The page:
12. Hu, Y.; Bassi, A.; Xu, C. Energy from Biomass. In Future Energy: Improved, Sustainable and CleanOptions for our Planet, 3rd ed.; Letcher, T., Ed.; Elsevier: Amsterdam, The Netherlands, 2020; pp. 154–196. [Google Scholar] [CrossRef]
  13. Appels, L.; Baeyens, J.; Degrève, J.; Dewil, R. Principles and potential of the anaerobic digestion of waste-activated sludge. Prog. Energy Combust. Sci. 2008, 34, 755–781. [Google Scholar] [CrossRef]
  14. Iglesias, R.; Muñoz, R.; Polanco, M.; Díaz, I.; Susmozas, A.; Moreno, A.D.; Guirado, M.; Carreras, N.; Ballesteros, M. Biogas from Anaerobic Digestion as an Energy Vector: Current Upgrading Development. Energies 2021, 14, 2742. [Google Scholar] [CrossRef]
  15. Siddique, M.N.; Wahid, Z.A. Achievements and perspectives of anaerobic co-digestion: A review. J. Clean. Prod. 2018, 194, 359–371. [Google Scholar] [CrossRef]
  16. Mata-Alvarez, J.; Dosta, J.; Romero-Güiza, M.S.; Fonoll, X.; Peces, M.; Astals, S. A critical review on anaerobic co-digestion achievements between 2010 and 2013. Renew. Sustain. Energy Rev. 2014, 36, 412–427. [Google Scholar] [CrossRef]
  17. Karki, R.; Chuenchart, W.; Surendra, K.C.; Shrestha, S.; Raskin, L.; Sung, S.; Hashimoto, A.; Kumar Khanal, S. Anaerobic co-digestion: Current status and perspectives. Bioresour. Technol. 2021, 330, 125001. [Google Scholar] [CrossRef] [PubMed]
  18. Rabii, A.; Aldin, S.; Dahman, Y.; Elbeshbishy, E. A Review on Anaerobic Co-Digestion with a Focus on the Microbial Populations and the Effect of Multi-Stage Digester Configuration. Energies 2019, 12, 1106. [Google Scholar] [CrossRef][Green Version]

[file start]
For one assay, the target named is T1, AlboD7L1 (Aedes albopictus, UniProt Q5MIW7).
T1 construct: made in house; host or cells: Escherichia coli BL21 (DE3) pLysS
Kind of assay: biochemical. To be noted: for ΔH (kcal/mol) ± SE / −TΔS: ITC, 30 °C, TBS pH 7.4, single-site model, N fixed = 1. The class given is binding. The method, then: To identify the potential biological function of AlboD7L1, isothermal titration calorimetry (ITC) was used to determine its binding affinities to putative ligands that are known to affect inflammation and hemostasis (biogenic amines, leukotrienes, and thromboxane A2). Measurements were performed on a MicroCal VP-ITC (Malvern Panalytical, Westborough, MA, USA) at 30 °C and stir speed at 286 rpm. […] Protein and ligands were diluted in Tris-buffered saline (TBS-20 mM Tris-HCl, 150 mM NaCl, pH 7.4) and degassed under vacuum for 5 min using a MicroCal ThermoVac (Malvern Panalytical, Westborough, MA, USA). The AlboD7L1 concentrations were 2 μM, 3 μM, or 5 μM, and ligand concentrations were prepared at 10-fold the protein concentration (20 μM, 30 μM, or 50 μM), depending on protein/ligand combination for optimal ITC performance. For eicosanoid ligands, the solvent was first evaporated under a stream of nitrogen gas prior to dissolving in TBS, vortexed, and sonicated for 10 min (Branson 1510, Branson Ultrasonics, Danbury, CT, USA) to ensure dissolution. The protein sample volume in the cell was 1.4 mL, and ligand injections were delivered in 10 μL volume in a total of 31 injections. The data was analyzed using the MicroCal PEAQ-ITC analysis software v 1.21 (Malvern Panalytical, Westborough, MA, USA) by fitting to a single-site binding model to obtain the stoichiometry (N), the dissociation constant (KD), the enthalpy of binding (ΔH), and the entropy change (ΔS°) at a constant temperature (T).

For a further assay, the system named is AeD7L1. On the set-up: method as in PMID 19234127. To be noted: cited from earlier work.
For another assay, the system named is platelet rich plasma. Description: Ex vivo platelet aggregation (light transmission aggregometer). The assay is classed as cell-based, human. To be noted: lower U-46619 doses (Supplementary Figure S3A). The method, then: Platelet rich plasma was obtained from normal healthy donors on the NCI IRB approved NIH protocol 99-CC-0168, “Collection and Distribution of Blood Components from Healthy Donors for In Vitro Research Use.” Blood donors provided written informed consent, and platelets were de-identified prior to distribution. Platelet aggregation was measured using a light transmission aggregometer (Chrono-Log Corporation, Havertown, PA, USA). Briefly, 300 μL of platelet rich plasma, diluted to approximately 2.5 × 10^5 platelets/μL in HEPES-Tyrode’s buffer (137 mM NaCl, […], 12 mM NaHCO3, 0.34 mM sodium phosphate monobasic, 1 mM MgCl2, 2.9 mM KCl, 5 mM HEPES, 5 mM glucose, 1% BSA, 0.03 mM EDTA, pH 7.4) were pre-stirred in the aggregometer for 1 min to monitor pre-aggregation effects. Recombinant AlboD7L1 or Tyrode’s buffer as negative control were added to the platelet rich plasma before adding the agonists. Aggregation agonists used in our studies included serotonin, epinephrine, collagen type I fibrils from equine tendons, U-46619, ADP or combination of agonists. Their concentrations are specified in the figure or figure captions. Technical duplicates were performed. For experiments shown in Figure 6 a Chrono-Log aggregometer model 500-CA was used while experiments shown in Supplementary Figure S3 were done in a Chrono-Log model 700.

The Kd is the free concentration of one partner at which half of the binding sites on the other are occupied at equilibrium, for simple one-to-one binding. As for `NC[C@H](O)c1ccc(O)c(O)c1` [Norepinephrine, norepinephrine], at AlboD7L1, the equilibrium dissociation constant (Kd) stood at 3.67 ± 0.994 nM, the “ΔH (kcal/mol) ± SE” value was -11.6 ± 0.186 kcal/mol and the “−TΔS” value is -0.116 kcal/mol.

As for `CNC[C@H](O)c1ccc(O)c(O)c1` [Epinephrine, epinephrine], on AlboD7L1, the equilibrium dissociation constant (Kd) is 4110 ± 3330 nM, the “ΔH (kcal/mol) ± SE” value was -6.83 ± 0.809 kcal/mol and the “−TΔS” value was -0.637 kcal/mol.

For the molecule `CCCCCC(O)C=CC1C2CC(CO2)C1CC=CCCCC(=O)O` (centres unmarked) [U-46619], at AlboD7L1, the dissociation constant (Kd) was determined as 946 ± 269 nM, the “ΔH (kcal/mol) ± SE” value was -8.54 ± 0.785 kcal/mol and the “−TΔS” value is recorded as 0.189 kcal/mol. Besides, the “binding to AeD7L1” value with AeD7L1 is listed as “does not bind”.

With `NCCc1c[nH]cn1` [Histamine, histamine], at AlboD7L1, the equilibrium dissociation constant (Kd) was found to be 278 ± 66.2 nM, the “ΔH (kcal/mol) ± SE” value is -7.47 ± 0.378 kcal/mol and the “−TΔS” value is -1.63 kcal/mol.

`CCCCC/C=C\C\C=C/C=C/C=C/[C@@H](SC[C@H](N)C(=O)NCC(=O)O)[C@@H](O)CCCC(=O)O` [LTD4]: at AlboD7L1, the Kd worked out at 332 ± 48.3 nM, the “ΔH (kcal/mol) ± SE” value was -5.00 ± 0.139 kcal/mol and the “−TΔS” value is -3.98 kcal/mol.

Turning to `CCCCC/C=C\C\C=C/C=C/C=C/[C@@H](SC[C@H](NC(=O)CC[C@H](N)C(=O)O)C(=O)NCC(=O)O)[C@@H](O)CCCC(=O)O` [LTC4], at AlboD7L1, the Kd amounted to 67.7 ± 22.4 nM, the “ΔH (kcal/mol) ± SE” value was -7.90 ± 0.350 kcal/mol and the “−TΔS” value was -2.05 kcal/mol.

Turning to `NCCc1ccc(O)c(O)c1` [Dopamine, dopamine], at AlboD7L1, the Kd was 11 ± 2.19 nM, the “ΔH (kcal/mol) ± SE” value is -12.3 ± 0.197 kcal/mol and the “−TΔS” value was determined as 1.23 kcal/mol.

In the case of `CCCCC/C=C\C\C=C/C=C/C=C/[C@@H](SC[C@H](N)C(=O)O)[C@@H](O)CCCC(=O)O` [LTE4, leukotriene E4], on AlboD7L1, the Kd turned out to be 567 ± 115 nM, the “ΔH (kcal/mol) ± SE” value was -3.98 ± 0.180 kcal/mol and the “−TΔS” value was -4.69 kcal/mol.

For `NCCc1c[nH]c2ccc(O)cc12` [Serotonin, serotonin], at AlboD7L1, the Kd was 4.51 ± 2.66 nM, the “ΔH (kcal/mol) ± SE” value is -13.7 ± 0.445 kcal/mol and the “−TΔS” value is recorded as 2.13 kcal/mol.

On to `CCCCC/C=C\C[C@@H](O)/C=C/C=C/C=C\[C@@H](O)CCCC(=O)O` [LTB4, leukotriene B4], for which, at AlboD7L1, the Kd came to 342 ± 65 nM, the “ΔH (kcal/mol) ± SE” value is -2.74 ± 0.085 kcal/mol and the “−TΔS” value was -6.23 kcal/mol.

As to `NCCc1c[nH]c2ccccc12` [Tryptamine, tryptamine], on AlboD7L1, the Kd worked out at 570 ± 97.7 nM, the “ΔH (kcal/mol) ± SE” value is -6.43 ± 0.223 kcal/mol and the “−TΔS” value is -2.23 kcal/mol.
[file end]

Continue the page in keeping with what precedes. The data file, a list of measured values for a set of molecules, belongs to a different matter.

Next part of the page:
19. El Ibrahimi, M.; Khay, I.; El Maakoul, A.; Bakhouya, M. Techno-economic and environmental assessment of anaerobic co-digestion plants under different energy scenarios: A case study in Morocco. Energy Convers. Manag. 2021, 245, 114553. [Google Scholar] [CrossRef]
  20. Fernando-Foncillas, C.; Estevez, M.M.; Uellendahl, H.; Varrone, C. Co-Management of Sewage Sludge and Other Organic Wastes: A Scandinavian Case Study. Energies 2021, 14, 3411. [Google Scholar] [CrossRef]
  21. Braun, R.; Wellinger, A. Potential of Co-Digestion; IEA: Paris, France, 2002. [Google Scholar]
  22. Chow, W.L.; Chong, S.; Lim, J.W.; Chan, Y.J.; Chong, M.F.; Tiong, T.J.; Chin, J.K.; Pan, G.-T. Anaerobic Co-Digestion of Wastewater Sludge: A Review of Potential Co-Substrates and Operating Factors for Improved Methane Yield. Processes 2020, 8, 39. [Google Scholar] [CrossRef][Green Version]
  23. Atelge, M.R.; Atabani, A.E.; Banu, J.R.; Krisa, D.; Kaya, M.; Eskicioglu, C.; Kumar, G.; Lee, C.; Yildiz, Y.S.; Unalan, S.; et al. A critical review of pretreatment technologies to enhance anaerobic digestion and energy recovery. Fuel 2020, 270, 117494. [Google Scholar] [CrossRef]
  24. Montusiewicz, A. Współfermentacja Osadów Ściekowych i Wybranych Kosubstratów Jako Metoda Efektywnej Biometanizacji; Politechnika Lubelska: Lublin, Poland, 2012. [Google Scholar]
  25. Zaborowska, E.; Majtacz, J.; Drewnowski, J.; Sobotka, D.; Al-Hazmi, H.; Kowal, P.; Mąkinia, J. Improving the energy balance in wastewater treatment plants by optimization of aeration control and application of new technologies. In Water Supply and Wastewater Disposal; Sobczuk, H., Kowalska, B., Eds.; LUT: Lublin, Poland, 2018; pp. 317–328. [Google Scholar]
  26. Asteriadis, I.; Azis, K.; Ntougias, S.; Melidis, P. A control strategy for an intermittently aerated and fed bioreactor to reduce aeration costs: A simulation study. Biochem. Eng. J. 2021, 173. [Google Scholar] [CrossRef]
  27. Izadi, P.; Eldyasti, A. Enhancement of simultaneous nitrogen and phosphorus removal using intermittent aeration mechanism. J. Environ. Sci. 2021, 109, 1–14. [Google Scholar] [CrossRef]
  28. Chen, Y.; Cheng, J.J.; Creamer, K.S. Inhibition of anaerobic digestion process: A review. Bioresour. Technol. 2008, 99, 4044–4064. [Google Scholar] [CrossRef] [PubMed]